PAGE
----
Like many millennials, the idea of podcasts did not appeal to me at first. Why would I want strangers talking in my ears? With so many image-based platforms, a medium based solely on spoken words, not even written ones, seemed uninteresting.
Then “Serial” happened. In the fall of 2014, the investigative, non-fiction story told by Sarah Koenig (“This American Life”) week by week captivated listeners from all walks of life. Eventually a friend convinced me to give it a listen, and I was soon hooked. I binge-listened while knitting or sitting by the
Maybe it was because my first podcast experience was such high quality (“Serial” won a Peabody Award in 2015), but it was the only one that held my attention. I had had my first taste of podcasts but had no idea of the love affair to come.
Fast forward two years, and again a friend is offering recommendations. I decided to dive back into this aural world, and now I cannot get the water out of my ears. The appeal of podcasts was clear: I could listen while doing nearly anything else. Instead of being a stand-alone entertainment form, they could be a companion while walking to class, cooking dinner and even falling asleep. Soon my Spotify account felt lonely.
As a self-diagnosed television addict, I had frequently resolved to watch less or even none. Eventually I realized that if I did not replace watching TV with an alternate activity, I would keep falling into my wonderful, time-wasting habit.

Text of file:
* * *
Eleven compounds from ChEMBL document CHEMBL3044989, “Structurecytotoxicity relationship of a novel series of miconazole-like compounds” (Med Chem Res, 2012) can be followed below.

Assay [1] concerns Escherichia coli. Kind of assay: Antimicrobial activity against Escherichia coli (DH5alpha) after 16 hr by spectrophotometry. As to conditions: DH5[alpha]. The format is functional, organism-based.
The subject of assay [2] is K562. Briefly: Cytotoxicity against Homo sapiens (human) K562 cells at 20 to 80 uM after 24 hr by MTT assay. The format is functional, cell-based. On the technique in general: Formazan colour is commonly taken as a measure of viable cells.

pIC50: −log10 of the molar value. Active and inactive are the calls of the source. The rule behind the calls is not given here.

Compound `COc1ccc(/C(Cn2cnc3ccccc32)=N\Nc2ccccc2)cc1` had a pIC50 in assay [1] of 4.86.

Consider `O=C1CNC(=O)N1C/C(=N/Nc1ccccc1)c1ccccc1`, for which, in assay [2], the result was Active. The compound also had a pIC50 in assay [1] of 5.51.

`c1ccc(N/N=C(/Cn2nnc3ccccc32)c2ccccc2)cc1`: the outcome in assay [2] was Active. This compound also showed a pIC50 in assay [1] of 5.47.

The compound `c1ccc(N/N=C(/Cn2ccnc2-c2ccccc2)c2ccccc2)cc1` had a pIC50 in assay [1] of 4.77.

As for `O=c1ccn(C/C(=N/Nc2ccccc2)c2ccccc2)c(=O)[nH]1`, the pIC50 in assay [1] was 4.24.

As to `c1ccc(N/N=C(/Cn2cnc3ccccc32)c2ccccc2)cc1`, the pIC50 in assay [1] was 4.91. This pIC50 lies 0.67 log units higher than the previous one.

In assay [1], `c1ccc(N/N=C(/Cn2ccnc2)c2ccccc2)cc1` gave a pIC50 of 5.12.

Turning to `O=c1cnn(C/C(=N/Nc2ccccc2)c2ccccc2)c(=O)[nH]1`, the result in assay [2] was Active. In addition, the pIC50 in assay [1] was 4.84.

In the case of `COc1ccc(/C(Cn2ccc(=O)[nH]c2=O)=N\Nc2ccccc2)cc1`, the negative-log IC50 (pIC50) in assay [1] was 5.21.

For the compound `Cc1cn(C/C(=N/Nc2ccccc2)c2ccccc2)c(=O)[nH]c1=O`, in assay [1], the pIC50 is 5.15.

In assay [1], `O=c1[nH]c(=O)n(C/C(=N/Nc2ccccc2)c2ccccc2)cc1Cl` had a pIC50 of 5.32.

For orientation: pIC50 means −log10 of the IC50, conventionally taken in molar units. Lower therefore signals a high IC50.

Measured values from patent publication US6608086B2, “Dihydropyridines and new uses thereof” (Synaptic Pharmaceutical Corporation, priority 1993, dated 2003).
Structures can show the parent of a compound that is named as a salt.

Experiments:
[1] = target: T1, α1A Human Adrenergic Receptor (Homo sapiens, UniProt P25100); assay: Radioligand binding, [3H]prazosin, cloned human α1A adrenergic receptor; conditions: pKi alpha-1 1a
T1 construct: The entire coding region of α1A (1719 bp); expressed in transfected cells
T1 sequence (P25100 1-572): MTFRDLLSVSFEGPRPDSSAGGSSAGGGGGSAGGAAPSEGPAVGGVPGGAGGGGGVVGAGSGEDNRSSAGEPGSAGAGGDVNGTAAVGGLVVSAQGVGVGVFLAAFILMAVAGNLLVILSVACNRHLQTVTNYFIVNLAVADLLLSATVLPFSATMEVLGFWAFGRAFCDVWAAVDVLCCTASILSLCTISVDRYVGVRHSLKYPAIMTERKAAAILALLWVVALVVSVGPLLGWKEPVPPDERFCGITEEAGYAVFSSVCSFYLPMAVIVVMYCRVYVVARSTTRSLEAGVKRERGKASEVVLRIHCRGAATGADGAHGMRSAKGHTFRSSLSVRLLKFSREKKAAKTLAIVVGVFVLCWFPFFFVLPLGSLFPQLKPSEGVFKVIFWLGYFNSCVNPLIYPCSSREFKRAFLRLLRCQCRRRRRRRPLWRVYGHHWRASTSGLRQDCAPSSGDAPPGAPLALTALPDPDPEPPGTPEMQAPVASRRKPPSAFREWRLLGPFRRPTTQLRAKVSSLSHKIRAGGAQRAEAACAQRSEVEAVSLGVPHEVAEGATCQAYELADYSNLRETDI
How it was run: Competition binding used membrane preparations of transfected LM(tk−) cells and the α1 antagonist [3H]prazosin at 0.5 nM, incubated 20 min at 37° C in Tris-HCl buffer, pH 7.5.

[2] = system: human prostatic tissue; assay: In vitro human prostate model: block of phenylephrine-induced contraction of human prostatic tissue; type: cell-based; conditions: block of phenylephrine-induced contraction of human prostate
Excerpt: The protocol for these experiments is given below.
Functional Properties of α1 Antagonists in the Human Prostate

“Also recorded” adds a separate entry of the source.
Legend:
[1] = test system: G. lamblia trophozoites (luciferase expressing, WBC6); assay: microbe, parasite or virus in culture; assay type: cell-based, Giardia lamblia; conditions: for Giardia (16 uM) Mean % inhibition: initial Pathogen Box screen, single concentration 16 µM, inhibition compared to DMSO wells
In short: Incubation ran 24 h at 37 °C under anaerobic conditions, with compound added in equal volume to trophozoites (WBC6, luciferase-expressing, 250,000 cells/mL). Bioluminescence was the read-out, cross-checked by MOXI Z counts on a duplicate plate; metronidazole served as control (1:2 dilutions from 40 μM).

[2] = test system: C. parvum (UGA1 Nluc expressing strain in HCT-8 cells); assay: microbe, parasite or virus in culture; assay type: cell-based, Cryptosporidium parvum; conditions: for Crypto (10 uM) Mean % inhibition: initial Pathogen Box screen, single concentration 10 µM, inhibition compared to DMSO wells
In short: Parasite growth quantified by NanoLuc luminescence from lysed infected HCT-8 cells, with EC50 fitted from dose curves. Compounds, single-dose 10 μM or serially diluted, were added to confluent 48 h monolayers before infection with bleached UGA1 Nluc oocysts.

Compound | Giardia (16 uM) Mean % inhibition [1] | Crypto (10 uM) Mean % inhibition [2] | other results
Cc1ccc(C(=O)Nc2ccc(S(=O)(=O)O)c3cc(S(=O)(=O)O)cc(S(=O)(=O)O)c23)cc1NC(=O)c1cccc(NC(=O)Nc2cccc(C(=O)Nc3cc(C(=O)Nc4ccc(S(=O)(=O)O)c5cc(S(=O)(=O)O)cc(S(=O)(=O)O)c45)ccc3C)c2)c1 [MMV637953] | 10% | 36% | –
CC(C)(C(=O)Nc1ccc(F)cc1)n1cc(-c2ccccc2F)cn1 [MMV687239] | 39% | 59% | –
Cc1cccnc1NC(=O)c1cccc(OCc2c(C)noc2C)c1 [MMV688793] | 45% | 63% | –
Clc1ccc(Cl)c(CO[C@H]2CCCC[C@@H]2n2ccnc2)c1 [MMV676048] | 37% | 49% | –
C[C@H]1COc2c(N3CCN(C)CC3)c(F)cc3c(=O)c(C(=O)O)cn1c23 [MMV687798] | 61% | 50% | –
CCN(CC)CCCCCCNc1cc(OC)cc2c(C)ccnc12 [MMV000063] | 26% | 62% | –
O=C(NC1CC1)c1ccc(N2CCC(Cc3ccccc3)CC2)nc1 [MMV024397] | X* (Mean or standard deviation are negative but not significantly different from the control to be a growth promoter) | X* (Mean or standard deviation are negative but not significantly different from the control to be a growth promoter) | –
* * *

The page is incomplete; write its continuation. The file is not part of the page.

To curb my procrastination, I began listening to podcasts whenever I would usually reach for the virtual remote. This simple switch helped enormously with avoiding the slippery slide of streaming and opened myself up to more innovative and engaging forms of entertainment. (Admittedly, sometimes the podcasts are about TV, but that doesn’t count, right?)
I have discovered that podcasts are truly an introvert’s best friend. If you choose the right one, it feels just like the bliss of hanging out with a very talkative person when you are just in the mood to listen.
Besides talk and advice show styles, podcasts can be excellent sources of information. With all the reading I do for class, I know I am not going to sift through economics papers or discover hidden stories in history, but someone with a pleasant voice has already done that for me.
No matter what your interests are, there are podcasts out there for you. I even figured out that I could slow down the playback speed and listen to some Spanish podcasts.
If you want to lend an ear, my recommendations — in a particular order — are Modern Love; My Brother, My Brother, and Me; Freakonomics; Fresh Air; Real Talk Radio with Nicole Antoinette; Revisionist History; and Sawbones.